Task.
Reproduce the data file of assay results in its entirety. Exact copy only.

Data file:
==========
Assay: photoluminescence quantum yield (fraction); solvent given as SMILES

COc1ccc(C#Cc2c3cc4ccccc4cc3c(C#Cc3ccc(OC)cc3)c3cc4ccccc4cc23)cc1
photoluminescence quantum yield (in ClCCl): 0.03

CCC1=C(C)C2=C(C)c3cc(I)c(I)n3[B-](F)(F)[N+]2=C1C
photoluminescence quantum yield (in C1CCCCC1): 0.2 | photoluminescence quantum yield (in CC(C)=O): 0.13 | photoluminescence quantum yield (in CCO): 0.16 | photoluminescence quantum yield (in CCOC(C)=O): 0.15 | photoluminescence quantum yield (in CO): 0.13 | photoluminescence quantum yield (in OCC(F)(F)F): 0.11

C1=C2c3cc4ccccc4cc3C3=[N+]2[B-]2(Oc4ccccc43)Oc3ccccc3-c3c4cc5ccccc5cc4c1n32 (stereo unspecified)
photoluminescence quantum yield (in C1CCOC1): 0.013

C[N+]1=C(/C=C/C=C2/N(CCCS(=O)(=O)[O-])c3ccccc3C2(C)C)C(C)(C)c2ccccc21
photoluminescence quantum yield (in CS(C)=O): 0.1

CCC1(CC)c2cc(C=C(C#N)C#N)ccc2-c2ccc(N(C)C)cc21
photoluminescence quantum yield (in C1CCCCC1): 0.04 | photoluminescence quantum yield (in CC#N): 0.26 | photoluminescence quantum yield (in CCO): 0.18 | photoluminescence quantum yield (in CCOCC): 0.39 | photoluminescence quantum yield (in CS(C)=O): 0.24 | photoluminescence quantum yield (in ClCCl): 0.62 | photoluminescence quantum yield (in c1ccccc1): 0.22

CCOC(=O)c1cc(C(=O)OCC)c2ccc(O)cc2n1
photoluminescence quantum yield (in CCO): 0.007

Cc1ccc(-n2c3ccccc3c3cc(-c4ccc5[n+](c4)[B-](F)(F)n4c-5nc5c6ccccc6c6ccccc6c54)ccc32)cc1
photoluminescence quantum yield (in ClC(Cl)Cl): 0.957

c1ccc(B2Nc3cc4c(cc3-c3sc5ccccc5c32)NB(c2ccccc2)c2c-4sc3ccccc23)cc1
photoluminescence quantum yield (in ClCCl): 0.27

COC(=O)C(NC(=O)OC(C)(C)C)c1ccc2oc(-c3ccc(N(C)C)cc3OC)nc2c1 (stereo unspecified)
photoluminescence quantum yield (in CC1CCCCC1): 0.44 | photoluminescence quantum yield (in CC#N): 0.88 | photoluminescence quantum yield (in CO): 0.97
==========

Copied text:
Assay: photoluminescence quantum yield (fraction); solvent given as SMILES

COc1ccc(C#Cc2c3cc4ccccc4cc3c(C#Cc3ccc(OC)cc3)c3cc4ccccc4cc23)cc1
photoluminescence quantum yield (in ClCCl): 0.03

CCC1=C(C)C2=C(C)c3cc(I)c(I)n3[B-](F)(F)[N+]2=C1C
photoluminescence quantum yield (in C1CCCCC1): 0.2 | photoluminescence quantum yield (in CC(C)=O): 0.13 | photoluminescence quantum yield (in CCO): 0.16 | photoluminescence quantum yield (in CCOC(C)=O): 0.15 | photoluminescence quantum yield (in CO): 0.13 | photoluminescence quantum yield (in OCC(F)(F)F): 0.11

C1=C2c3cc4ccccc4cc3C3=[N+]2[B-]2(Oc4ccccc43)Oc3ccccc3-c3c4cc5ccccc5cc4c1n32 (stereo unspecified)
photoluminescence quantum yield (in C1CCOC1): 0.013

C[N+]1=C(/C=C/C=C2/N(CCCS(=O)(=O)[O-])c3ccccc3C2(C)C)C(C)(C)c2ccccc21
photoluminescence quantum yield (in CS(C)=O): 0.1

CCC1(CC)c2cc(C=C(C#N)C#N)ccc2-c2ccc(N(C)C)cc21
photoluminescence quantum yield (in C1CCCCC1): 0.04 | photoluminescence quantum yield (in CC#N): 0.26 | photoluminescence quantum yield (in CCO): 0.18 | photoluminescence quantum yield (in CCOCC): 0.39 | photoluminescence quantum yield (in CS(C)=O): 0.24 | photoluminescence quantum yield (in ClCCl): 0.62 | photoluminescence quantum yield (in c1ccccc1): 0.22

CCOC(=O)c1cc(C(=O)OCC)c2ccc(O)cc2n1
photoluminescence quantum yield (in CCO): 0.007

Cc1ccc(-n2c3ccccc3c3cc(-c4ccc5[n+](c4)[B-](F)(F)n4c-5nc5c6ccccc6c6ccccc6c54)ccc32)cc1
photoluminescence quantum yield (in ClC(Cl)Cl): 0.957

c1ccc(B2Nc3cc4c(cc3-c3sc5ccccc5c32)NB(c2ccccc2)c2c-4sc3ccccc23)cc1
photoluminescence quantum yield (in ClCCl): 0.27

COC(=O)C(NC(=O)OC(C)(C)C)c1ccc2oc(-c3ccc(N(C)C)cc3OC)nc2c1 (stereo unspecified)
photoluminescence quantum yield (in CC1CCCCC1): 0.44 | photoluminescence quantum yield (in CC#N): 0.88 | photoluminescence quantum yield (in CO): 0.97